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How accurate is the DCPT test in estimating the CBR and k for pavement design? I understand that it is site dependent since the CBR will be estimated based on the DCPT test results so it will need to be calibrated/correlated based on the practice in that area/site.


If you use only the DCPT with no correlation to an actual CBR or plate load test, then it's just a rough approximation.

You can correlate the DCPT to site specific lab data (or field plate load tests), then use the DCPT to check lots of areas on the site without running a bunch of CBR's or plate load tests.


. . . and I'd like to again point out - as has been discussed in numerous threads on the site - that DCPT means different things to different people.  You are probably thinking of the TRL miniature DCPT; I'm used to a 2 inch 60deg apex cone driven with a 65 kg hammer dropping 760.  Others think of the MacIntosh Probe - others to Sowers  . . .  try to site google previous threads on the subject - there are quite a few.


BigH...good point....I was thinking Sowers (after 18 years at the company that George Sowers helped to start, what else would I think!!)....but you're right...others could apply as well.  In any case, a site-specific correlation should be done.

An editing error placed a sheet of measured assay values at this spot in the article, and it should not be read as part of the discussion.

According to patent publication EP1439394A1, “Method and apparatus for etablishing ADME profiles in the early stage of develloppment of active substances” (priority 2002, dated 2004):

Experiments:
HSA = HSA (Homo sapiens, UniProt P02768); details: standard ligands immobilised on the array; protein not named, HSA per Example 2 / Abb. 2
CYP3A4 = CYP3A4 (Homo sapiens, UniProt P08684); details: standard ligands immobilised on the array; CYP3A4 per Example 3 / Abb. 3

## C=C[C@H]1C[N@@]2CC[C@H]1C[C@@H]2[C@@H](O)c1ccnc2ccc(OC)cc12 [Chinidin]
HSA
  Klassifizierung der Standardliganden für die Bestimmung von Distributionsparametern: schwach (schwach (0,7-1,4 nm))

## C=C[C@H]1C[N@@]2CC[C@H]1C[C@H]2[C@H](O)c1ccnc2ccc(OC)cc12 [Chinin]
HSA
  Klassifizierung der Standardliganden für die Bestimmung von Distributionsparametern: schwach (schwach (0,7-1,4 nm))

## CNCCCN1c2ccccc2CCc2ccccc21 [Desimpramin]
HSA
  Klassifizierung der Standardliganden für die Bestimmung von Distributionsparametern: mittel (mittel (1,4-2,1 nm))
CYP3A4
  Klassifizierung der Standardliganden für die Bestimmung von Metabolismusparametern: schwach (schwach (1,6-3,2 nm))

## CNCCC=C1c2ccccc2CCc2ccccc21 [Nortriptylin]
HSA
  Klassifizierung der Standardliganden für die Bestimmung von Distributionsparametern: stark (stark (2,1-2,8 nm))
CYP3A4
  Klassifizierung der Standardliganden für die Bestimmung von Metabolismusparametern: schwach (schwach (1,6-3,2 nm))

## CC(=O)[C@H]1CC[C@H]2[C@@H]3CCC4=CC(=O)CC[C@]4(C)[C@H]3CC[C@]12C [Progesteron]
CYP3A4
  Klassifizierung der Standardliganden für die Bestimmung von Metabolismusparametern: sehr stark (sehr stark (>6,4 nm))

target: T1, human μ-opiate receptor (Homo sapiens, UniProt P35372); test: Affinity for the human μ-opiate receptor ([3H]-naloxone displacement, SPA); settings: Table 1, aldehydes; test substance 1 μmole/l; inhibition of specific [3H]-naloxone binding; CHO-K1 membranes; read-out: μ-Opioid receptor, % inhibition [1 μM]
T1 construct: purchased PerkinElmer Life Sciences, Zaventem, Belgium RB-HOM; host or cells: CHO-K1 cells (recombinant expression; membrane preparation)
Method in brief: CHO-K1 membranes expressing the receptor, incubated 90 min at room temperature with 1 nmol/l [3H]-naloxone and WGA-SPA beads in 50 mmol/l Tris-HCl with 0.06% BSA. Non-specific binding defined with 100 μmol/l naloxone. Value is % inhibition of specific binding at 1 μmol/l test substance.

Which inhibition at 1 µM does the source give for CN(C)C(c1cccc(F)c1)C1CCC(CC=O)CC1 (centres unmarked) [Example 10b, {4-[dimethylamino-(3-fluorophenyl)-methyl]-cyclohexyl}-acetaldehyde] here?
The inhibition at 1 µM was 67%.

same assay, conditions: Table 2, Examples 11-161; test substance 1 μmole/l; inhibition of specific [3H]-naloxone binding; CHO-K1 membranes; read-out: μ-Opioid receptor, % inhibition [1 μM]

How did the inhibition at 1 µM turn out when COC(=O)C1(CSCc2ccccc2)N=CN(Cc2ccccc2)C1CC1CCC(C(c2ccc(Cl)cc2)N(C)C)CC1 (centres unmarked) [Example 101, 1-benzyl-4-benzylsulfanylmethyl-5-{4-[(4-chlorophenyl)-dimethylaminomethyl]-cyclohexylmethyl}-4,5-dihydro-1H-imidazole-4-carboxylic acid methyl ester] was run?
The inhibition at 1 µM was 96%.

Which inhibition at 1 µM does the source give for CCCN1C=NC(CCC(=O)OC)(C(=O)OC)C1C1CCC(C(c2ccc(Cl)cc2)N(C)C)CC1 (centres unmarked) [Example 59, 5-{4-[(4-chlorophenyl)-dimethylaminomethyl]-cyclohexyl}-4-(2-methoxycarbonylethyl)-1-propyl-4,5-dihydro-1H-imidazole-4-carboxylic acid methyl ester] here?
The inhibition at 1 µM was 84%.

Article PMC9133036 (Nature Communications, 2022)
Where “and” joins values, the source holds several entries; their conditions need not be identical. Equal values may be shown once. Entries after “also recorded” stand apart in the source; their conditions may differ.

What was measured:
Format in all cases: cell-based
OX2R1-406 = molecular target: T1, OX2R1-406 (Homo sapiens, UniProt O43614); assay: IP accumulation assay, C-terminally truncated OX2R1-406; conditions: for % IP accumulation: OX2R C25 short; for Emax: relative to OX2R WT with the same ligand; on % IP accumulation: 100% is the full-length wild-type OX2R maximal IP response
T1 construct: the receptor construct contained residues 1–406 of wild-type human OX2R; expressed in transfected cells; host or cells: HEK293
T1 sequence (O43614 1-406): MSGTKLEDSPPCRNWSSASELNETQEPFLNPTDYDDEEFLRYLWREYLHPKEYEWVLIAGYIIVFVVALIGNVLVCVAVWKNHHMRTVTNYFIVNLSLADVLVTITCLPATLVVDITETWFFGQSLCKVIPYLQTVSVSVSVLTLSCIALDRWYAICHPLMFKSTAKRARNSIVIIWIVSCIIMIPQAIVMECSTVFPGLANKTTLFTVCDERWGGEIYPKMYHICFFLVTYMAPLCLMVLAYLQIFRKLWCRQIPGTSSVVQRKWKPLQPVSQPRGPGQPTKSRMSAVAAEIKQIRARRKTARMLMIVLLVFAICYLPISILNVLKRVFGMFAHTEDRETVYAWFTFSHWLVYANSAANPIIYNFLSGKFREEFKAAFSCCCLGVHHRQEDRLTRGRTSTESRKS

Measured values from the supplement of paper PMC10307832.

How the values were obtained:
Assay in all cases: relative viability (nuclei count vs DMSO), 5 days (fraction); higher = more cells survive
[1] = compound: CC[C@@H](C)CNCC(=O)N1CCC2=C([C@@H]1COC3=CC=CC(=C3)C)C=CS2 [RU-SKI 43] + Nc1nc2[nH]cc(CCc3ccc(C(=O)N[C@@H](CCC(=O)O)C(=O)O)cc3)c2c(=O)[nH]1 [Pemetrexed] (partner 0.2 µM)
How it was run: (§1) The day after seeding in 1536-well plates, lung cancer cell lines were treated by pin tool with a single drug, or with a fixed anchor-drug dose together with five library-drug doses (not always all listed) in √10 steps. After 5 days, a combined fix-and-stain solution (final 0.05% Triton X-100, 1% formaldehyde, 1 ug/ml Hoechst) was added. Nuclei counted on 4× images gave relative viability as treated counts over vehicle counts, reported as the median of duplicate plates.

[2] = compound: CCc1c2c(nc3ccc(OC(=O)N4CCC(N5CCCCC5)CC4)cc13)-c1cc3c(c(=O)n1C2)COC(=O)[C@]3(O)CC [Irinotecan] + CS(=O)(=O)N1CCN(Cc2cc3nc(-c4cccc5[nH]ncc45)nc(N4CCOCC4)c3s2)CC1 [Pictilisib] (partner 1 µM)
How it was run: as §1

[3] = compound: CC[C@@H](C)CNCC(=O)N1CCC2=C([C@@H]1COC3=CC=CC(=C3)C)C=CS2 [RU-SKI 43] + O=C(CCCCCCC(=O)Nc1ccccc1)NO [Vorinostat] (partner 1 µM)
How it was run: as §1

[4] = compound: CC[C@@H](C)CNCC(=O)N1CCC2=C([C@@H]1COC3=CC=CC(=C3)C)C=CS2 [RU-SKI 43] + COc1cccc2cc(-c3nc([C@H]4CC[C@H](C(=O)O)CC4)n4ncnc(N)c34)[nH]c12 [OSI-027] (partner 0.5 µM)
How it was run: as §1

Follow this link and it will take you to a free copy of IAN 73/06 (Draft DMRB 25) which is the UK's foundation design for road pavements.
This includes the use of the TRL DCP, plate load tests (static and dynamic), FWD and DPLT etc... If you need more info, it is a case of following the references. The real question may be is how accurate is a CBR, not the other way around. The IAN now relies upon stiffness and refers to CBR as a means of assessing E not the other way around. Plate tests to determine CBR use k, but they MUST be done on repeated cycles to ensure the ground is behaving eleastically. Trying to convert a single cycle plate test to k then to a CBR is full of errors.
The equations in this document are different to other relationships used to compare CBR and k (many of which I have taken from Eng-tips) so be aware and reference which one you have used. For CBR's less than 5%, the IAN will return a CBR lower than other published relationships, so be consistent with what you are using and how the data is presented. On a recent project, using an older widely used relationship (in the UK) the equivalent CBR came out at 5.8%, using the procedure in the IAN it was 5.1%, even though the k value was very similar. (there was also a plate size correction included as the test was done on a 450mm plate).  

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